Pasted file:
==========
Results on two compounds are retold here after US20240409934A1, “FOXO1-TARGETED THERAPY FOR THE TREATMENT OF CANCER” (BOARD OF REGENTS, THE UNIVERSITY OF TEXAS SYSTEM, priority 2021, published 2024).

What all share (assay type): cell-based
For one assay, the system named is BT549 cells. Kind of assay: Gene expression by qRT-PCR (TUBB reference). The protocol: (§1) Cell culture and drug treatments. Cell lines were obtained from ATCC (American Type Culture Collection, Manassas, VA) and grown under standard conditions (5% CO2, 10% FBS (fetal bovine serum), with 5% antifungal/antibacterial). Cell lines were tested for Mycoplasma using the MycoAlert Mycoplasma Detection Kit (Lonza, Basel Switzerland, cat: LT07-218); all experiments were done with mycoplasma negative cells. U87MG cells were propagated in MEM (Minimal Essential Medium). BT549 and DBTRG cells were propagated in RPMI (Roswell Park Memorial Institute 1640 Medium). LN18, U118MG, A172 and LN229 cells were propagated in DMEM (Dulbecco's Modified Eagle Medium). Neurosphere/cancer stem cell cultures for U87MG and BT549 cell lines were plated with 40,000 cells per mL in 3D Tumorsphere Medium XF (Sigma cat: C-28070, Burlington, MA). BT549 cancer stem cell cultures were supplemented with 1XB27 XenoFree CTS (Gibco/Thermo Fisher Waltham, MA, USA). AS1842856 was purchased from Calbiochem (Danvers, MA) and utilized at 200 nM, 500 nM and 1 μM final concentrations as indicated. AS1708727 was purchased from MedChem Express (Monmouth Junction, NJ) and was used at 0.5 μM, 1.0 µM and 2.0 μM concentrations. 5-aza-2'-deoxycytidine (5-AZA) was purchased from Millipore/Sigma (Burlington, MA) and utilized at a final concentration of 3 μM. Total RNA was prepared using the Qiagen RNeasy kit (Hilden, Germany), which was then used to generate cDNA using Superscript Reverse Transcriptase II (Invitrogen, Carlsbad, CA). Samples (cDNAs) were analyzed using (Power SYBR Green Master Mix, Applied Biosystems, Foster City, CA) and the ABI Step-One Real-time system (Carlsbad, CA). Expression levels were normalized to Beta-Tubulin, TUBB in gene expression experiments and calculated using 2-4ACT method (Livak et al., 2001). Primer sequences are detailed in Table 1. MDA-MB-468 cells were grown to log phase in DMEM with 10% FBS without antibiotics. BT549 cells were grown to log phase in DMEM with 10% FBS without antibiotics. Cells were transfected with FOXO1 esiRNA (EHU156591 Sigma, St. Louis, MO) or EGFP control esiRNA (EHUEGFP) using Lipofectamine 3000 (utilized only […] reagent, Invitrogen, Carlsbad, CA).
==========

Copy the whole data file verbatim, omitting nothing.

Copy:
Results on two compounds are retold here after US20240409934A1, “FOXO1-TARGETED THERAPY FOR THE TREATMENT OF CANCER” (BOARD OF REGENTS, THE UNIVERSITY OF TEXAS SYSTEM, priority 2021, published 2024).

What all share (assay type): cell-based
For one assay, the system named is BT549 cells. Kind of assay: Gene expression by qRT-PCR (TUBB reference). The protocol: (§1) Cell culture and drug treatments. Cell lines were obtained from ATCC (American Type Culture Collection, Manassas, VA) and grown under standard conditions (5% CO2, 10% FBS (fetal bovine serum), with 5% antifungal/antibacterial). Cell lines were tested for Mycoplasma using the MycoAlert Mycoplasma Detection Kit (Lonza, Basel Switzerland, cat: LT07-218); all experiments were done with mycoplasma negative cells. U87MG cells were propagated in MEM (Minimal Essential Medium). BT549 and DBTRG cells were propagated in RPMI (Roswell Park Memorial Institute 1640 Medium). LN18, U118MG, A172 and LN229 cells were propagated in DMEM (Dulbecco's Modified Eagle Medium). Neurosphere/cancer stem cell cultures for U87MG and BT549 cell lines were plated with 40,000 cells per mL in 3D Tumorsphere Medium XF (Sigma cat: C-28070, Burlington, MA). BT549 cancer stem cell cultures were supplemented with 1XB27 XenoFree CTS (Gibco/Thermo Fisher Waltham, MA, USA). AS1842856 was purchased from Calbiochem (Danvers, MA) and utilized at 200 nM, 500 nM and 1 μM final concentrations as indicated. AS1708727 was purchased from MedChem Express (Monmouth Junction, NJ) and was used at 0.5 μM, 1.0 µM and 2.0 μM concentrations. 5-aza-2'-deoxycytidine (5-AZA) was purchased from Millipore/Sigma (Burlington, MA) and utilized at a final concentration of 3 μM. Total RNA was prepared using the Qiagen RNeasy kit (Hilden, Germany), which was then used to generate cDNA using Superscript Reverse Transcriptase II (Invitrogen, Carlsbad, CA). Samples (cDNAs) were analyzed using (Power SYBR Green Master Mix, Applied Biosystems, Foster City, CA) and the ABI Step-One Real-time system (Carlsbad, CA). Expression levels were normalized to Beta-Tubulin, TUBB in gene expression experiments and calculated using 2-4ACT method (Livak et al., 2001). Primer sequences are detailed in Table 1. MDA-MB-468 cells were grown to log phase in DMEM with 10% FBS without antibiotics. BT549 cells were grown to log phase in DMEM with 10% FBS without antibiotics. Cells were transfected with FOXO1 esiRNA (EHU156591 Sigma, St. Louis, MO) or EGFP control esiRNA (EHUEGFP) using Lipofectamine 3000 (utilized only […] reagent, Invitrogen, Carlsbad, CA).